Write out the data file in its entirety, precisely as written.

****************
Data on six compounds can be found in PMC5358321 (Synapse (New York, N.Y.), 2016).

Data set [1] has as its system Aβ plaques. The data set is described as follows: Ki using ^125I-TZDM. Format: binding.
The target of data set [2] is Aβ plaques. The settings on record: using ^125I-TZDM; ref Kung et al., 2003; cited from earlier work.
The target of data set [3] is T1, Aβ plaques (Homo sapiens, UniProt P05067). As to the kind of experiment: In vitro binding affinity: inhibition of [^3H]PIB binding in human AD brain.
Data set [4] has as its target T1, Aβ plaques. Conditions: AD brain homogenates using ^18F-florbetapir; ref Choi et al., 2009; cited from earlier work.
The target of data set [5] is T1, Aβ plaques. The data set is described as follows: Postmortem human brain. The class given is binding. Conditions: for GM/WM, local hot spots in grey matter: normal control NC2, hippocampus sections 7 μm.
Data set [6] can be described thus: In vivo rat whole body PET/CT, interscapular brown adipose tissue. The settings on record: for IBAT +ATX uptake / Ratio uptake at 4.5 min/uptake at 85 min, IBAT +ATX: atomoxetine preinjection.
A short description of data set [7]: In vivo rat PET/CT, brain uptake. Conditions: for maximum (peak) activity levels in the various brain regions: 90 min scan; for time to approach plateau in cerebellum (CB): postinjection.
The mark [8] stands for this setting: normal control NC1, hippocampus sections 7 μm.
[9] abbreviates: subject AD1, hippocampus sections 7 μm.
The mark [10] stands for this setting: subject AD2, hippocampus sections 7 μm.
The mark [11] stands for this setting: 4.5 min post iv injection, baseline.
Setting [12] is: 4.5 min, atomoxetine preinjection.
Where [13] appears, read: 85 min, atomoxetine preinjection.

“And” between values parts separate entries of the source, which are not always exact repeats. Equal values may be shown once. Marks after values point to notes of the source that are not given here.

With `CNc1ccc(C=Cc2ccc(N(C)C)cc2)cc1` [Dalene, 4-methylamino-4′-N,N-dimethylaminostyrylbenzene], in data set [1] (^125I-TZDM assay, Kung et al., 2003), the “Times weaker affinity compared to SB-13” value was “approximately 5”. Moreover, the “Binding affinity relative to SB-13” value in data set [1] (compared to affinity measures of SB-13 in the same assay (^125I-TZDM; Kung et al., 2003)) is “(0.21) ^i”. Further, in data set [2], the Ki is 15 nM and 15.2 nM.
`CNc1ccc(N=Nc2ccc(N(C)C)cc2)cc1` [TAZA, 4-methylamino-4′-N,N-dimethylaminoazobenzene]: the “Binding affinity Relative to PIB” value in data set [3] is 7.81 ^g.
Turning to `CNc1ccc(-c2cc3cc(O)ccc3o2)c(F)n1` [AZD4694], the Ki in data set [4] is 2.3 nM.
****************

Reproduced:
Data on six compounds can be found in PMC5358321 (Synapse (New York, N.Y.), 2016).

Data set [1] has as its system Aβ plaques. The data set is described as follows: Ki using ^125I-TZDM. Format: binding.
The target of data set [2] is Aβ plaques. The settings on record: using ^125I-TZDM; ref Kung et al., 2003; cited from earlier work.
The target of data set [3] is T1, Aβ plaques (Homo sapiens, UniProt P05067). As to the kind of experiment: In vitro binding affinity: inhibition of [^3H]PIB binding in human AD brain.
Data set [4] has as its target T1, Aβ plaques. Conditions: AD brain homogenates using ^18F-florbetapir; ref Choi et al., 2009; cited from earlier work.
The target of data set [5] is T1, Aβ plaques. The data set is described as follows: Postmortem human brain. The class given is binding. Conditions: for GM/WM, local hot spots in grey matter: normal control NC2, hippocampus sections 7 μm.
Data set [6] can be described thus: In vivo rat whole body PET/CT, interscapular brown adipose tissue. The settings on record: for IBAT +ATX uptake / Ratio uptake at 4.5 min/uptake at 85 min, IBAT +ATX: atomoxetine preinjection.
A short description of data set [7]: In vivo rat PET/CT, brain uptake. Conditions: for maximum (peak) activity levels in the various brain regions: 90 min scan; for time to approach plateau in cerebellum (CB): postinjection.
The mark [8] stands for this setting: normal control NC1, hippocampus sections 7 μm.
[9] abbreviates: subject AD1, hippocampus sections 7 μm.
The mark [10] stands for this setting: subject AD2, hippocampus sections 7 μm.
The mark [11] stands for this setting: 4.5 min post iv injection, baseline.
Setting [12] is: 4.5 min, atomoxetine preinjection.
Where [13] appears, read: 85 min, atomoxetine preinjection.

“And” between values parts separate entries of the source, which are not always exact repeats. Equal values may be shown once. Marks after values point to notes of the source that are not given here.

With `CNc1ccc(C=Cc2ccc(N(C)C)cc2)cc1` [Dalene, 4-methylamino-4′-N,N-dimethylaminostyrylbenzene], in data set [1] (^125I-TZDM assay, Kung et al., 2003), the “Times weaker affinity compared to SB-13” value was “approximately 5”. Moreover, the “Binding affinity relative to SB-13” value in data set [1] (compared to affinity measures of SB-13 in the same assay (^125I-TZDM; Kung et al., 2003)) is “(0.21) ^i”. Further, in data set [2], the Ki is 15 nM and 15.2 nM.
`CNc1ccc(N=Nc2ccc(N(C)C)cc2)cc1` [TAZA, 4-methylamino-4′-N,N-dimethylaminoazobenzene]: the “Binding affinity Relative to PIB” value in data set [3] is 7.81 ^g.
Turning to `CNc1ccc(-c2cc3cc(O)ccc3o2)c(F)n1` [AZD4694], the Ki in data set [4] is 2.3 nM.